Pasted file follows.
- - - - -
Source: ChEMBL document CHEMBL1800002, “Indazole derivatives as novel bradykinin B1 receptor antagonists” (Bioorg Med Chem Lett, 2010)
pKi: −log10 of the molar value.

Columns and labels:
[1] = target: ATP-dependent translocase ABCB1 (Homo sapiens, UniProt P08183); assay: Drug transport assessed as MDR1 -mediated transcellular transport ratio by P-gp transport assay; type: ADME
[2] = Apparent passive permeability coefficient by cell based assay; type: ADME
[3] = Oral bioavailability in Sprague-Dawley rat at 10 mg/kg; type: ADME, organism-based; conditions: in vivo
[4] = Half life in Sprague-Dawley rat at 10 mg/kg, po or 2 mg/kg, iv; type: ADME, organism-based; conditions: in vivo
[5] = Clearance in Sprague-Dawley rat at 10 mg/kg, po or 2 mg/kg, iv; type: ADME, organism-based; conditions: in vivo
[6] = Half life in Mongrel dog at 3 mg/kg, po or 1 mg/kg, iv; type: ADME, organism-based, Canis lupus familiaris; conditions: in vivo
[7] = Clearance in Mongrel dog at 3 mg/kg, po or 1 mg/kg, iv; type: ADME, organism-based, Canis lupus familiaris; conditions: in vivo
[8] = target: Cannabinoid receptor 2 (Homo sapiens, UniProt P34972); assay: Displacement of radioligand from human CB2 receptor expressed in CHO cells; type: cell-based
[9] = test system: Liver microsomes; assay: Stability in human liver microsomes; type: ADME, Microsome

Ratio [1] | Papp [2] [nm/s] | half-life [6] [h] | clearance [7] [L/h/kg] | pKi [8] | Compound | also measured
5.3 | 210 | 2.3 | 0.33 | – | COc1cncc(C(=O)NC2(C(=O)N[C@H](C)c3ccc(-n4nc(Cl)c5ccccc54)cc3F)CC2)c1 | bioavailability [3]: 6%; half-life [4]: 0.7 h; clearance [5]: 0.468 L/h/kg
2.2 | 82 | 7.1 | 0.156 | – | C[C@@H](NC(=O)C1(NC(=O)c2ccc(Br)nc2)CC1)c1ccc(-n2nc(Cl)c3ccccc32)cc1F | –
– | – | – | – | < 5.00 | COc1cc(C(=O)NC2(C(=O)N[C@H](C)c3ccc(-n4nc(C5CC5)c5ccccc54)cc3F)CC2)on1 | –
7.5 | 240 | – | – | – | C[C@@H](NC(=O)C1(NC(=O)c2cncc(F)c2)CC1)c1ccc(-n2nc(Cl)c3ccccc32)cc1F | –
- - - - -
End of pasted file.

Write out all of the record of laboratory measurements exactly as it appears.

Source: ChEMBL document CHEMBL1800002, “Indazole derivatives as novel bradykinin B1 receptor antagonists” (Bioorg Med Chem Lett, 2010)
pKi: −log10 of the molar value.

Columns and labels:
[1] = target: ATP-dependent translocase ABCB1 (Homo sapiens, UniProt P08183); assay: Drug transport assessed as MDR1 -mediated transcellular transport ratio by P-gp transport assay; type: ADME
[2] = Apparent passive permeability coefficient by cell based assay; type: ADME
[3] = Oral bioavailability in Sprague-Dawley rat at 10 mg/kg; type: ADME, organism-based; conditions: in vivo
[4] = Half life in Sprague-Dawley rat at 10 mg/kg, po or 2 mg/kg, iv; type: ADME, organism-based; conditions: in vivo
[5] = Clearance in Sprague-Dawley rat at 10 mg/kg, po or 2 mg/kg, iv; type: ADME, organism-based; conditions: in vivo
[6] = Half life in Mongrel dog at 3 mg/kg, po or 1 mg/kg, iv; type: ADME, organism-based, Canis lupus familiaris; conditions: in vivo
[7] = Clearance in Mongrel dog at 3 mg/kg, po or 1 mg/kg, iv; type: ADME, organism-based, Canis lupus familiaris; conditions: in vivo
[8] = target: Cannabinoid receptor 2 (Homo sapiens, UniProt P34972); assay: Displacement of radioligand from human CB2 receptor expressed in CHO cells; type: cell-based
[9] = test system: Liver microsomes; assay: Stability in human liver microsomes; type: ADME, Microsome

Ratio [1] | Papp [2] [nm/s] | half-life [6] [h] | clearance [7] [L/h/kg] | pKi [8] | Compound | also measured
5.3 | 210 | 2.3 | 0.33 | – | COc1cncc(C(=O)NC2(C(=O)N[C@H](C)c3ccc(-n4nc(Cl)c5ccccc54)cc3F)CC2)c1 | bioavailability [3]: 6%; half-life [4]: 0.7 h; clearance [5]: 0.468 L/h/kg
2.2 | 82 | 7.1 | 0.156 | – | C[C@@H](NC(=O)C1(NC(=O)c2ccc(Br)nc2)CC1)c1ccc(-n2nc(Cl)c3ccccc32)cc1F | –
– | – | – | – | < 5.00 | COc1cc(C(=O)NC2(C(=O)N[C@H](C)c3ccc(-n4nc(C5CC5)c5ccccc54)cc3F)CC2)on1 | –
7.5 | 240 | – | – | – | C[C@@H](NC(=O)C1(NC(=O)c2cncc(F)c2)CC1)c1ccc(-n2nc(Cl)c3ccccc32)cc1F | –